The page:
This report, produced by consultants Steer for the Urban Transport Group, aims to quantify and understand the potential to increase e-bike uptake in the UK, particularly in the city regions, and the benefits that could be realised as a result. It breaks new ground by presenting different scenarios on the potential for e-bikes to achieve mode shift from cars and taxis, and to deliver environmental and economic benefits.
The report also aims to support urban transport authorities to consider practical approaches to increasing e-bike uptake.
E-bikes have unique appeal, enabling longer and more frequent cycle trips, and they can thrive in certain demographics, such as older people, or certain geographies, like hilly or congested towns and cities. E-bikes therefore need to be centre stage of Government’s active travel policy if we are to get more people cycling in our city regions.
The report is unique in that it presents different scenarios on the potential for e-bikes.
Under the ‘Government Target Scenario’, which assumes cycle mode share doubles compared to 2017 levels, plus an additional increase to account for positive behavioural change driven by the COVID-19 pandemic:
- e-bikes contribute to 2% of all trips (or 256 million trips) per year in the seven core city regions. This is one third of all cycling trips.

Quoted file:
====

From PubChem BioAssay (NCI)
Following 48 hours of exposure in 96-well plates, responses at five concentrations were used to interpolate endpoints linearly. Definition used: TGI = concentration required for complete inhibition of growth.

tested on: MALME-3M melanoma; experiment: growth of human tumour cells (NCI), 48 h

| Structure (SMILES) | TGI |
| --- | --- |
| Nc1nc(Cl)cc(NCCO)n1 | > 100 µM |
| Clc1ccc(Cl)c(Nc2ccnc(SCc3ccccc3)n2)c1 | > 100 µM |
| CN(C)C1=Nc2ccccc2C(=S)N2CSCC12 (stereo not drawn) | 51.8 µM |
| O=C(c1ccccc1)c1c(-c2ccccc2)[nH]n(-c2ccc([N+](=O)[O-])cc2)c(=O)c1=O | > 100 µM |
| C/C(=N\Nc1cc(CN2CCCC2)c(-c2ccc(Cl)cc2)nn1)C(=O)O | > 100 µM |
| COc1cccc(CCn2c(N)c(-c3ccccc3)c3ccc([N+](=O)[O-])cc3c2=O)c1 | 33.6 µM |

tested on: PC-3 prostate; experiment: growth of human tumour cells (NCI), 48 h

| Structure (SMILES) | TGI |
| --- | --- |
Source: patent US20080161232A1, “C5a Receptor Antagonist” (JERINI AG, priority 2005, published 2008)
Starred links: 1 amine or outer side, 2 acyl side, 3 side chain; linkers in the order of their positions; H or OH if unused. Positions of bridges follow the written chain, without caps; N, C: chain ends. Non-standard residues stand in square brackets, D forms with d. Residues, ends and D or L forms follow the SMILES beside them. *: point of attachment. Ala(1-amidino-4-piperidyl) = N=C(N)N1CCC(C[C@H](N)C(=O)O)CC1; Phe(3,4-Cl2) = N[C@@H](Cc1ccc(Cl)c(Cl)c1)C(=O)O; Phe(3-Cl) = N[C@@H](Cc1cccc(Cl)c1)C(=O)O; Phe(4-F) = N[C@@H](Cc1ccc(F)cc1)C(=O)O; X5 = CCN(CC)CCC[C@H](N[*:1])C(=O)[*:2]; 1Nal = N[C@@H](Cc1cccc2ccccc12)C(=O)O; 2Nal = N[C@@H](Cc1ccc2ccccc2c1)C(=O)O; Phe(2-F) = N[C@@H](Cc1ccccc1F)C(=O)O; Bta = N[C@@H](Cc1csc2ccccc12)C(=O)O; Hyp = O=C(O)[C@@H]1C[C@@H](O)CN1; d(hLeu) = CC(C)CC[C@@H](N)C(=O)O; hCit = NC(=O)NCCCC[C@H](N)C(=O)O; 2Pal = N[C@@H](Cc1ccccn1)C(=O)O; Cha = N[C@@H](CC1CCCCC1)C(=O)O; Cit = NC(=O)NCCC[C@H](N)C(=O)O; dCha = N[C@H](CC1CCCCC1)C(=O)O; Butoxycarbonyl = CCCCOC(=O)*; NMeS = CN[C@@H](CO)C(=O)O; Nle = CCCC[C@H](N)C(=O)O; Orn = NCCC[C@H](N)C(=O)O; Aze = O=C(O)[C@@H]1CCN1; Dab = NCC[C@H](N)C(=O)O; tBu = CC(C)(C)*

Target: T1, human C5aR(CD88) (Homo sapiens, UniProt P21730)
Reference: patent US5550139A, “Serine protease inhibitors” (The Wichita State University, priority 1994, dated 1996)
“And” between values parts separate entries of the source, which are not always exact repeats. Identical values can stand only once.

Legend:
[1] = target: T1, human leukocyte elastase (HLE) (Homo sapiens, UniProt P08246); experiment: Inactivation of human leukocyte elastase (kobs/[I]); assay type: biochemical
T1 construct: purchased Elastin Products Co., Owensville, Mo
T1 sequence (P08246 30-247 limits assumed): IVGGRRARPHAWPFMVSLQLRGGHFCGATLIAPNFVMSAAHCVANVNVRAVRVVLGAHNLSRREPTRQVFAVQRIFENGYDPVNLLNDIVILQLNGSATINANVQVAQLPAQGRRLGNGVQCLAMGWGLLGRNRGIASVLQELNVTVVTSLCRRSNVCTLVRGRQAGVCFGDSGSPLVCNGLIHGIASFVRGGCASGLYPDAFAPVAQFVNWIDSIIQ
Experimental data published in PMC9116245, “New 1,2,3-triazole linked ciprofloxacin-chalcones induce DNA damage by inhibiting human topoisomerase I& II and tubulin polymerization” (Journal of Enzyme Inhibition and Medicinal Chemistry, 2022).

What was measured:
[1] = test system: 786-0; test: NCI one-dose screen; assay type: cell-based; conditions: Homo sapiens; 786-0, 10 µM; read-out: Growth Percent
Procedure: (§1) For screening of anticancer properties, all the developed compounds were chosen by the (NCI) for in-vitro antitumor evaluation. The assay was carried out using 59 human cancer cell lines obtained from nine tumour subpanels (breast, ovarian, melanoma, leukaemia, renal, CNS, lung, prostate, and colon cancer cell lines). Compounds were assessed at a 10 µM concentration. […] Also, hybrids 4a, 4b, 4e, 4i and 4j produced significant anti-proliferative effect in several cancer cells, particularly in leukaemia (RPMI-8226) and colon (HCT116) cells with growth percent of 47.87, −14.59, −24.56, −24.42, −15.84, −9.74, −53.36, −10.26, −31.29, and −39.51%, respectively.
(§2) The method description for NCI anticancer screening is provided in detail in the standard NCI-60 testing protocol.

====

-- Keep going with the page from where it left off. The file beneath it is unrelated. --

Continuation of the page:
- e-bikes replace 103 million car and taxi trips annually across the city regions (or 416 million fewer car and taxi kilometres).
- e-bike usage generates around £280m annually in monetary benefits for the city regions.
Six areas where transport authorities can help increase the uptake of e-bikes:
Such as grant schemes and tax incentives
Changing public attitudes and increasing awareness
Through bicycle libraries, loan schemes and better marketing and promotion
Including better cycle routes and mobility hubs
Security, safety and convenience
With the provision of secure cycle storage and e-bike maintenance
Research and monitoring
Into pilot programmes that test approaches to incentivise the use of e-bikes
With local and transport authorities securing funding targeted to introduce e-bikes into existing bike share schemes.
Active Travel: Solutions for changing cities
Over the last decade promoting active travel has moved from the fringes of urban transport policy to a much more central role in the planning of cities and their transport networks. This is because the promotion of active travel, and the creation of places and streetscapes where people want to walk and cycle, is such a good fit with where cities that are going places want to be.
The Case for Active Travel
This report sets out the fivefold economic benefits of greater investment in active travel: saving costs to the health sector; the economic value of active travel trips; the economic benefits of an improved urban realm; promoting inclusive growth; and direct employment and spend.